Butternutty Soup

So here we are on the 3rd January 2016. It’s a grey, wet and frankly miserable day. The festivities are over, the tree is taken down, decorations tidied away and it’s back to work or school for many of us tomorrow. Cheering up food is required. Something tasty, bright and warming. Soup should fit that bill, and I have had a butternut squash kicking about the kitchen for the past two weeks that needs using up.

I’m taking part in an Ikea challenge – to Live LAGOM – which is all about simplifying your life, reducing waste and being more sustainable in all your activities. One of things I’ve put down as a personal challenge is to manage my store cupboards better. I’m convinced I was a starving peasant in a former life as I regularly overstock my pantry, secure in the knowledge that I can, if required, feed an army at short notice. However, as that army doesn’t rock up with the frequency I think it should, I end up with full cupboards and an occasional *cough* duplication of items because I can’t actually find anything in them…

With that laudable intent in mind, I spent a merry morning turning out two pantry shelves, listing everything I had, relabelling jars & chucking out things from 2008. Oops. I’ve got lots of odds and sods – some desiccated coconut, not enough for a cake; various small quantities of lentils; lots of bits of pasta; and a fine selection of nuts including unsalted cashews, pine nuts and hazelnuts. I do hate waste so I’m determined to make some meals using up these scraps.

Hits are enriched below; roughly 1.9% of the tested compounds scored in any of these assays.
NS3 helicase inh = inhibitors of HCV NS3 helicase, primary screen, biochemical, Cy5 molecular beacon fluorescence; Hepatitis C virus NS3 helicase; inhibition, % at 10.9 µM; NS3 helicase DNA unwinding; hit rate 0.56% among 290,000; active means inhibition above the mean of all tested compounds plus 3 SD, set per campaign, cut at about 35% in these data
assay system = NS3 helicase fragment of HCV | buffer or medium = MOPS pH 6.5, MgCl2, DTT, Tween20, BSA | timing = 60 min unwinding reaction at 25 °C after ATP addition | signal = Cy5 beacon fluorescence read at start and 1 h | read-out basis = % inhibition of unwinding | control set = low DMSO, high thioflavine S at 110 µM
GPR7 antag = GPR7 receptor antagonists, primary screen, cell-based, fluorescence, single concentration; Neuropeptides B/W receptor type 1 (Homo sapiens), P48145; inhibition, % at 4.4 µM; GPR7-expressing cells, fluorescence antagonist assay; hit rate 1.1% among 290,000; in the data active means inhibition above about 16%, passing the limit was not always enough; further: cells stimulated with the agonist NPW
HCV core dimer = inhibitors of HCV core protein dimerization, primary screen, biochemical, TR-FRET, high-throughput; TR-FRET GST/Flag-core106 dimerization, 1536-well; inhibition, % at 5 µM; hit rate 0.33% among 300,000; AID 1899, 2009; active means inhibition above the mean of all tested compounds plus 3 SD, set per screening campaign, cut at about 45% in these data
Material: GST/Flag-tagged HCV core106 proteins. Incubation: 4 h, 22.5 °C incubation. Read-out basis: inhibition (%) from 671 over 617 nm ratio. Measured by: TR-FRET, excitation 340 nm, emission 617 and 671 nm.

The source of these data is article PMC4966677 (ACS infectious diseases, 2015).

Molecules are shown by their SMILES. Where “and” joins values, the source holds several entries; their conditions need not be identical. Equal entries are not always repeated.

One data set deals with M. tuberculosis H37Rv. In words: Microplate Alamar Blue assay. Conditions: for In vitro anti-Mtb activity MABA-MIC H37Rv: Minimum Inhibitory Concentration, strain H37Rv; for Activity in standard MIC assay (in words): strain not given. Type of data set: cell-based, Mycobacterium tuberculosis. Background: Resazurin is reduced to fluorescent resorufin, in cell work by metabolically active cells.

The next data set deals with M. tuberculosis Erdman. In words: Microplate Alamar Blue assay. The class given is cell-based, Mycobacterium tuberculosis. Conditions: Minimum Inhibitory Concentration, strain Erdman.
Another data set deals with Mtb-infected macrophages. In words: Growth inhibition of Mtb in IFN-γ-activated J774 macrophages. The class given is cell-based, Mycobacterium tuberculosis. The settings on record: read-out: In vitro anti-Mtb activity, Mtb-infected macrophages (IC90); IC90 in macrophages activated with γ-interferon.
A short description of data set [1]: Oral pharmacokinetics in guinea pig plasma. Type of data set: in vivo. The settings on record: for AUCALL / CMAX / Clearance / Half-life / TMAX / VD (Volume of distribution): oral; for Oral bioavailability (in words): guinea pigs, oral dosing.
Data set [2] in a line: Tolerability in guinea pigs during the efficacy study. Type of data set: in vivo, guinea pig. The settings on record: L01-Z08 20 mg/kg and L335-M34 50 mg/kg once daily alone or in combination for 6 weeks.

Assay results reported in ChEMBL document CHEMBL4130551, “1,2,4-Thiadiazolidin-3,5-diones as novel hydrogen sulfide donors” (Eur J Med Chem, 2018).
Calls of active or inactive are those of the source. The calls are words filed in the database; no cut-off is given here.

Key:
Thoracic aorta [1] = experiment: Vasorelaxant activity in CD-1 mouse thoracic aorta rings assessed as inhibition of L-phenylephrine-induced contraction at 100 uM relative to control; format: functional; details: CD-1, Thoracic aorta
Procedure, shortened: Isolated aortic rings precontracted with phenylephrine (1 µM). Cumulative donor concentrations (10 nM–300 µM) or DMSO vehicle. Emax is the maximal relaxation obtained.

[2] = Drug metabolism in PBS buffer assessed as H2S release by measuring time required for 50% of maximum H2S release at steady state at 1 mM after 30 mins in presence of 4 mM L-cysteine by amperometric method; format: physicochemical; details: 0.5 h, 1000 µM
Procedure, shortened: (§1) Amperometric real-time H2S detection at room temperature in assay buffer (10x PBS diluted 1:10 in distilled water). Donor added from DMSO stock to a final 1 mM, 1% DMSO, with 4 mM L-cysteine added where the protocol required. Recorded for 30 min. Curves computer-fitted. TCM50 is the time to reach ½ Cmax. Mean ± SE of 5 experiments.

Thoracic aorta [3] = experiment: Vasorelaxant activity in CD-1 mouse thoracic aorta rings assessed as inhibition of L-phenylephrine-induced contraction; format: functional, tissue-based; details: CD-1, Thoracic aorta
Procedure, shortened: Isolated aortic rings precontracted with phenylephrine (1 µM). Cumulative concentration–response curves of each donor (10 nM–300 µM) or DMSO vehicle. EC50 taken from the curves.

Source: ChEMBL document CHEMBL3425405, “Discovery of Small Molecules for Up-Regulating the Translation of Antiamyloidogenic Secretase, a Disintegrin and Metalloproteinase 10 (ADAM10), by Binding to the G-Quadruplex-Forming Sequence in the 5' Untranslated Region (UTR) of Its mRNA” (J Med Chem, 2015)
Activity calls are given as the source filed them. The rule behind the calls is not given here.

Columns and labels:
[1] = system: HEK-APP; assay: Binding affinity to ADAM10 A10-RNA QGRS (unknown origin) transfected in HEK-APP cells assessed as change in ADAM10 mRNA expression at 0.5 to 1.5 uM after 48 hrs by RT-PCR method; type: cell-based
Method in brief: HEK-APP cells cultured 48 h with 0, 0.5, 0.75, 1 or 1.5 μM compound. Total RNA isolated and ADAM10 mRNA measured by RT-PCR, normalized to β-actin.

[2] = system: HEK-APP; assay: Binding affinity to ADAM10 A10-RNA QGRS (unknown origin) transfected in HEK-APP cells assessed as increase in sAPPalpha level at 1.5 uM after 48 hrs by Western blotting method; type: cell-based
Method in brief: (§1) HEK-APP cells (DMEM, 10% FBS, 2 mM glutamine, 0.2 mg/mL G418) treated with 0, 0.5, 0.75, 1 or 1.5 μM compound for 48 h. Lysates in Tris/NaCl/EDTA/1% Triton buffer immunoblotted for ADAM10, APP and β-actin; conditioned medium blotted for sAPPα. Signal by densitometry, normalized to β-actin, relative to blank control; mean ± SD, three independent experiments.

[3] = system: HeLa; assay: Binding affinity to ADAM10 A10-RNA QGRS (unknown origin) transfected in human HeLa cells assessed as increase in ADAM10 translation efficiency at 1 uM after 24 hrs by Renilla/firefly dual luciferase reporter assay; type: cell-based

Back to the butternut squash and the warming soup that’s so sorely needed. I don’t think I’m being particularly original in this combination of butternut squash, cashews and coconut but by gum it makes a yummy soup! Please forgive the slightly random measurements, this soup was rather chucked together, so you may need to adjust quantities to suit your own taste. I’ve also realised that I’ve created a vegan recipe, by accident not design, but one that fits nicely into January’s Veganuary theme for a few folk.

Butternutty soup

1 medium butternut squash

1 tbsp olive oil

3 cloves of garlic

1 tsp dried thyme

1 medium onion

1 tbsp olive oil

1 tsp dried chilli flakes

2 dsp desiccated coconut

a handful of unsalted cashews (or peanuts)

1 litre veg stock

Cut up butternut squash into 2 inch or so chunks – skin and all, but remove the seeds & fibre from the centre. Toss in a baking tray with 1 tbsp of oil, thyme and three slightly crushed but not peeled garlic cloves. Place in a medium hot oven – GM5/160 fan/ 180C and roast for 25 to 30 minutes until the squash is tender. Leave til cool enough to handle, then remove skin from butternut squash pieces and squeeze out the roasted garlic.